Nikkei follow-through

The day after its 7% + swan dive, the Nikkei 225 stock index opened higher. The previous close (closing level on 23rd May) was 14483.98 points. It was up more than 500 points soon after opening for trade on Friday. Then, with 75 minutes to go for closing, it was down 502 points from the previous close. At the close, it managed to rise above the previous close by 128 points. In other words, in the last 75 minutes, it climbed some 630 points. That surely is a confidence-inspiring follow-through to yesterday’s drop. Wonder who helped the index recover 600 points in the last 75 minutes. Do you have any guesses? ūüôā

Yesterday, I think I provided the answer to the question posed by HSBC’s Stephen King in his Op.-Ed in FT today on whether financial investors have remained in touch with economic reality.

Run by and for

As I write this at 1400 hours on Thursday, the Nikkei stock index is down 5.5%. Do not ask me for a reason. If I were a financial journalist, I would cook up something and that would be (a) The Fed was somewhat more hawkish than expected; (b) US stocks were down; (c) Japanese government is re-thinking on yen weakness and (d) the latest China PMI indicates Chinese Asian recession. If I am more innovative, I could add that the Thai GDP contracted in the first quarter.

The journalist could use any, some or all of the above and he would sound reasonably erudite.

But, it is non-sense. No one knows why investors have been buying lately and why have they been selling today.

Financial markets today are an asylum run for and by lunatics.

UPA Ninth Anniversary

The two headlines I saw in ‘Business Standard’ email this morning were not recommended reading for me nor for those with history of hypertension. The headlines featured messages from the UPA Ninth Anniversary celebrations. One headline said that India never had it so good. At one level, you could say that UPA leaders have a terrific sense of humour or that they think Indians have a great sense of humour and/or tolerance. At another level, they are deluded beyond description.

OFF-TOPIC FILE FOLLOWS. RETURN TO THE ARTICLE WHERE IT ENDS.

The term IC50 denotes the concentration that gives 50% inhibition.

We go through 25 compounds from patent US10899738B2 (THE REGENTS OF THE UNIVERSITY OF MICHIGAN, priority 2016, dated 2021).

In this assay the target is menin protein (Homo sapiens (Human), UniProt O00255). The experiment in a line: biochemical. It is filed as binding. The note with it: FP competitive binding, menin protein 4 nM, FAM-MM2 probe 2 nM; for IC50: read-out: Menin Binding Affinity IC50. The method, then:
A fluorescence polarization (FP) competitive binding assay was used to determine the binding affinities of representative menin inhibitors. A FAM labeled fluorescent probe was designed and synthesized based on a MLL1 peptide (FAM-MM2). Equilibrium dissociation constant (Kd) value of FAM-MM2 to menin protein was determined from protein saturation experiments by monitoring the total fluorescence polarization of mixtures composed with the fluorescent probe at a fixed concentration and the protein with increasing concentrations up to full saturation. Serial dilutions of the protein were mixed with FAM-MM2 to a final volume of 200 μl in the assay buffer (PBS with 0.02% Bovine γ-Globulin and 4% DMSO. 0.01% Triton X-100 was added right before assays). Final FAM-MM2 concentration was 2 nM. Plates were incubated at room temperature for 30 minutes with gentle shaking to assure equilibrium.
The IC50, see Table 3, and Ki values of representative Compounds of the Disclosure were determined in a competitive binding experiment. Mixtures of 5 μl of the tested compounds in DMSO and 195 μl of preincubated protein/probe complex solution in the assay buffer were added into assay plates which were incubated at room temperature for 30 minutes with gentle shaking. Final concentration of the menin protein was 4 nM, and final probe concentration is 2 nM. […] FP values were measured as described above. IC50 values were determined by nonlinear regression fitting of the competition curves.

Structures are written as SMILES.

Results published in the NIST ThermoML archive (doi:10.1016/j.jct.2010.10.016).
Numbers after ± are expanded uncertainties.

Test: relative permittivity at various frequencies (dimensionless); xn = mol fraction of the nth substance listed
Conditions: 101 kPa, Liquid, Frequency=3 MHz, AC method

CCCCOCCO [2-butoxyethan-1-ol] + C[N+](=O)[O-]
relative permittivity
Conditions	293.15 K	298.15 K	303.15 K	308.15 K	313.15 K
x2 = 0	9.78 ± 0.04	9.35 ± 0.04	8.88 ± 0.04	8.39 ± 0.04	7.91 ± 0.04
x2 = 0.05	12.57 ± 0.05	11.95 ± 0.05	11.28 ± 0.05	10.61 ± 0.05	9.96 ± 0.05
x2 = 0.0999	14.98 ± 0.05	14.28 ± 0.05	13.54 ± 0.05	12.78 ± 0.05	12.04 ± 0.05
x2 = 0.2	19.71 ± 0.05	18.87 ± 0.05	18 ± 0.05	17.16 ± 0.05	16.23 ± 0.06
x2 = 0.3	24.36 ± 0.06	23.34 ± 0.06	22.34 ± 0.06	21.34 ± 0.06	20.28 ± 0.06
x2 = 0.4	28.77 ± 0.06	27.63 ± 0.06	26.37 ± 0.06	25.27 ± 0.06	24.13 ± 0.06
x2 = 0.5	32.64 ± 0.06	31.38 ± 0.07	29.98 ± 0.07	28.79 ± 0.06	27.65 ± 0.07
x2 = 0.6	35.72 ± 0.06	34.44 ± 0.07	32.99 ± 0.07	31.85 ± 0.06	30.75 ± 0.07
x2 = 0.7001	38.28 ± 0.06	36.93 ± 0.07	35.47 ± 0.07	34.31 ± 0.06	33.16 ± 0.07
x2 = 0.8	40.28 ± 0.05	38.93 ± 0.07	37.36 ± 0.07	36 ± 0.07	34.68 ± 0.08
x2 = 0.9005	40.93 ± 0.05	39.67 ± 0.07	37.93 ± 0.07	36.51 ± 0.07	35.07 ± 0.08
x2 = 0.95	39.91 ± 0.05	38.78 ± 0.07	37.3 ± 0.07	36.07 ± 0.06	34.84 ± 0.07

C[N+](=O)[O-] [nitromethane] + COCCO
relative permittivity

Yes, India has never had it this good – unprecedented corruption, unprecedented resignations from the Cabinet, high fiscal deficit with further threat of pauperisation (this government is firm on legislating the Food Security Bill), high inflation rate (consumer prices), high current account deficit, high fiscal deficit, falling and low growth. The list is too good to be emulated by any, even if they try hard. Not that India’s other political parties are incapable of trying.

The Prime Minister has said that India would return to 8% growth if UPA was voted back to power. This statement is a strong contender for the ‘chutzpah of the year’ award.

For an effective antidote, read this MINT edit. Here are the real gems (as opposed to the ‘germs’ above) from that edit:

in 2009, the Congress’s in-house ayatollahs picked up the baton.

it is too much to hope for a political party‚ÄĒespecially with a socialist legacy‚ÄĒto take a long-term view of national interest.

How can one look for solutions from a family, whose head, Sonia Gandhi, actively participated in creating the problem in the first place?

There is reasonable chance that growth will not return to even 7% if UPA were to return to office. To know why, read this and this.

China trade surplus and other links